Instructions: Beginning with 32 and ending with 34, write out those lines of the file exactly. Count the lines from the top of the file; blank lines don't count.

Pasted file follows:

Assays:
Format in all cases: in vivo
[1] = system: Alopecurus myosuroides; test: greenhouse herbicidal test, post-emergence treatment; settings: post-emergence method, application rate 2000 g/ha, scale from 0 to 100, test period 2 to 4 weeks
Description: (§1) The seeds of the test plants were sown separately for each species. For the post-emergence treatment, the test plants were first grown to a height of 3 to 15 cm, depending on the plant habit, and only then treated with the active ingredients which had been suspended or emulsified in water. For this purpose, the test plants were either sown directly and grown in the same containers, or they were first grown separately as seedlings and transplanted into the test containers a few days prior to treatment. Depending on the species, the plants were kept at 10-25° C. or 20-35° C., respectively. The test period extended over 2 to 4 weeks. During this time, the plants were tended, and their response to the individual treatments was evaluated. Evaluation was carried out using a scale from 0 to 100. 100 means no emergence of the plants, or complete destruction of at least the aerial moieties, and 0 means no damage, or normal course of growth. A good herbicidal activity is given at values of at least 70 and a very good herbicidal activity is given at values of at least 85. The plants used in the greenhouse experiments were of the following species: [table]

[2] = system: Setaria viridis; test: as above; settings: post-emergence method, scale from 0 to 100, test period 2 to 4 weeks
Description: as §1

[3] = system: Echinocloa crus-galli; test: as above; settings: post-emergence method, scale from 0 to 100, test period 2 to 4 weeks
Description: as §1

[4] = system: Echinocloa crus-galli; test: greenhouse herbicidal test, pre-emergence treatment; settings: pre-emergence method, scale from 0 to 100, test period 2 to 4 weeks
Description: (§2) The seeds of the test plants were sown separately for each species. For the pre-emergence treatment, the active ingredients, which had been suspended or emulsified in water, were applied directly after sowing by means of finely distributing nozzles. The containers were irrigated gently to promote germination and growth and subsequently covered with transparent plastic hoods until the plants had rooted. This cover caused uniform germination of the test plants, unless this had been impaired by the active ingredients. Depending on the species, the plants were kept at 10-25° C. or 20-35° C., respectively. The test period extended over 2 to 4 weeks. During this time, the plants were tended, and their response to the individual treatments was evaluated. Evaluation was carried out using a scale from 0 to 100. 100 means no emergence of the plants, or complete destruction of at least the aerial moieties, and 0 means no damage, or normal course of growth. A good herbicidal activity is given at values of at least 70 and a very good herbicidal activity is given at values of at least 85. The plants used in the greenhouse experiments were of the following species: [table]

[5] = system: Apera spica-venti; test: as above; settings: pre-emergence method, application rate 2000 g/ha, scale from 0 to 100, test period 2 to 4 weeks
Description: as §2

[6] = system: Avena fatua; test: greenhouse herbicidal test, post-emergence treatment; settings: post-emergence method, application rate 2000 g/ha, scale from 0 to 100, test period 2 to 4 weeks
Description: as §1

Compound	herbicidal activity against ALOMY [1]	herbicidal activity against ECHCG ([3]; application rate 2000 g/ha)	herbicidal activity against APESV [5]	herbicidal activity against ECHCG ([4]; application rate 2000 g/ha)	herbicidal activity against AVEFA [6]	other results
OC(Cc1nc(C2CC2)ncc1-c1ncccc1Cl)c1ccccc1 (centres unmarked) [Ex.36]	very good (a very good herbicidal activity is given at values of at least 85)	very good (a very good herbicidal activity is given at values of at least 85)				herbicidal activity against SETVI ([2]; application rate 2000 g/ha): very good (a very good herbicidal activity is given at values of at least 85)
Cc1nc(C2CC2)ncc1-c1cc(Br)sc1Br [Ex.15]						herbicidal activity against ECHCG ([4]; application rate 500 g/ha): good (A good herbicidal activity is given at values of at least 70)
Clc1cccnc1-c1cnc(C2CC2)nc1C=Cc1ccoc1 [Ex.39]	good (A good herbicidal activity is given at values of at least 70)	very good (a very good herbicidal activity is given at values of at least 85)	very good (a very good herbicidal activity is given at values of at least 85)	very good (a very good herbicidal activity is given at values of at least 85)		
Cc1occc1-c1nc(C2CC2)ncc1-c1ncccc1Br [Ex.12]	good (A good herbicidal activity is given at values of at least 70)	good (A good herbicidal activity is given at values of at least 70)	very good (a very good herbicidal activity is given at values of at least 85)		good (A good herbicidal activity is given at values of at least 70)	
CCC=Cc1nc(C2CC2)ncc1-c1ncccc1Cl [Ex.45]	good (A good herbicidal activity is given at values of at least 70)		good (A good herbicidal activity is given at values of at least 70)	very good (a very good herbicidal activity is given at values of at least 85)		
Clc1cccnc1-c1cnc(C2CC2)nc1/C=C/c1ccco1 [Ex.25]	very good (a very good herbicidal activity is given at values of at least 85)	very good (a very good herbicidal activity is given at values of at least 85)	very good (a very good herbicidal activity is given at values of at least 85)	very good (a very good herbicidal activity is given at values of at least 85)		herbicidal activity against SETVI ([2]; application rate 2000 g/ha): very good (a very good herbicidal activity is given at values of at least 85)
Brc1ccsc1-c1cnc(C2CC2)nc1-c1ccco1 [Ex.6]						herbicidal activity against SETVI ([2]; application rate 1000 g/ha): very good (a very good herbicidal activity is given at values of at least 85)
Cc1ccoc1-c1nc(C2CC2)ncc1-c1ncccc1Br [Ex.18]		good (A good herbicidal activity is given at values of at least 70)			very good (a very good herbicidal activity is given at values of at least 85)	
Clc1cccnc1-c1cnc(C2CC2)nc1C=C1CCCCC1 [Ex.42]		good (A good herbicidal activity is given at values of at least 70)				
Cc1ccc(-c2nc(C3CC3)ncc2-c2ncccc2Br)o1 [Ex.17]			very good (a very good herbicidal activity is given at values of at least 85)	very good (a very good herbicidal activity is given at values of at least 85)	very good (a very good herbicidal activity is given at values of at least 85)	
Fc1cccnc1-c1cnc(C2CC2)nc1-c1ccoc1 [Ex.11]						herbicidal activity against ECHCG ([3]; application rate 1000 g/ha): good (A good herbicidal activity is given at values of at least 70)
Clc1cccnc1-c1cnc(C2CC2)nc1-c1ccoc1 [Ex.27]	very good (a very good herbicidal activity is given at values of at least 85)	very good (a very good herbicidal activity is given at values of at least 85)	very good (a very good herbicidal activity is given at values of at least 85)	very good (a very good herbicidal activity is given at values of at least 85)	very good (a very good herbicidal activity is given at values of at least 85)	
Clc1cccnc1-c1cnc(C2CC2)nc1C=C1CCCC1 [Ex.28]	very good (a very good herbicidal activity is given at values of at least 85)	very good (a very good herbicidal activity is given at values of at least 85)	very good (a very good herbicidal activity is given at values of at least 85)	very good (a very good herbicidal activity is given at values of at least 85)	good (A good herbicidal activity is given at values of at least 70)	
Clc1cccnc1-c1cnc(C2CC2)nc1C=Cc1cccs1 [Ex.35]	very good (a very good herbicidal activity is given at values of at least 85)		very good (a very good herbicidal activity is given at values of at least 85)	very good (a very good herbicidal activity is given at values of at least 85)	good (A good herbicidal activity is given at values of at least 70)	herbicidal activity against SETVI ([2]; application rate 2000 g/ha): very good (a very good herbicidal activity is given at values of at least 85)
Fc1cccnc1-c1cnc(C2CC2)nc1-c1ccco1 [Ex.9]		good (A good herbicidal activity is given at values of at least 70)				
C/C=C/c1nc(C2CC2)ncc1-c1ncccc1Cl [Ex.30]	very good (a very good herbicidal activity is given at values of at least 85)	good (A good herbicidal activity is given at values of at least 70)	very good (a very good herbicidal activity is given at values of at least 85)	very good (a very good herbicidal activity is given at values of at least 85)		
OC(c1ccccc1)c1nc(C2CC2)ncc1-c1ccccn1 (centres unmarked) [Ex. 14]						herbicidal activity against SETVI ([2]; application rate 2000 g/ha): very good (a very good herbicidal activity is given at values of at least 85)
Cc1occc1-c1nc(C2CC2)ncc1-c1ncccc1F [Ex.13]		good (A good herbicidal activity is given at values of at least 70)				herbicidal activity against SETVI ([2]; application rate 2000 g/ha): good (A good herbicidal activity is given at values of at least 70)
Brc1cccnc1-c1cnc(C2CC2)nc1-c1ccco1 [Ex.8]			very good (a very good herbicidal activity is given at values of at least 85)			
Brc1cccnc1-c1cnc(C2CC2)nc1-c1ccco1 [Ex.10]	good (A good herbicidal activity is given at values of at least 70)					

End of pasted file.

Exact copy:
OC(c1ccccc1)c1nc(C2CC2)ncc1-c1ccccn1 (centres unmarked) [Ex. 14]						herbicidal activity against SETVI ([2]; application rate 2000 g/ha): very good (a very good herbicidal activity is given at values of at least 85)
Cc1occc1-c1nc(C2CC2)ncc1-c1ncccc1F [Ex.13]		good (A good herbicidal activity is given at values of at least 70)				herbicidal activity against SETVI ([2]; application rate 2000 g/ha): good (A good herbicidal activity is given at values of at least 70)
Brc1cccnc1-c1cnc(C2CC2)nc1-c1ccco1 [Ex.8]			very good (a very good herbicidal activity is given at values of at least 85)			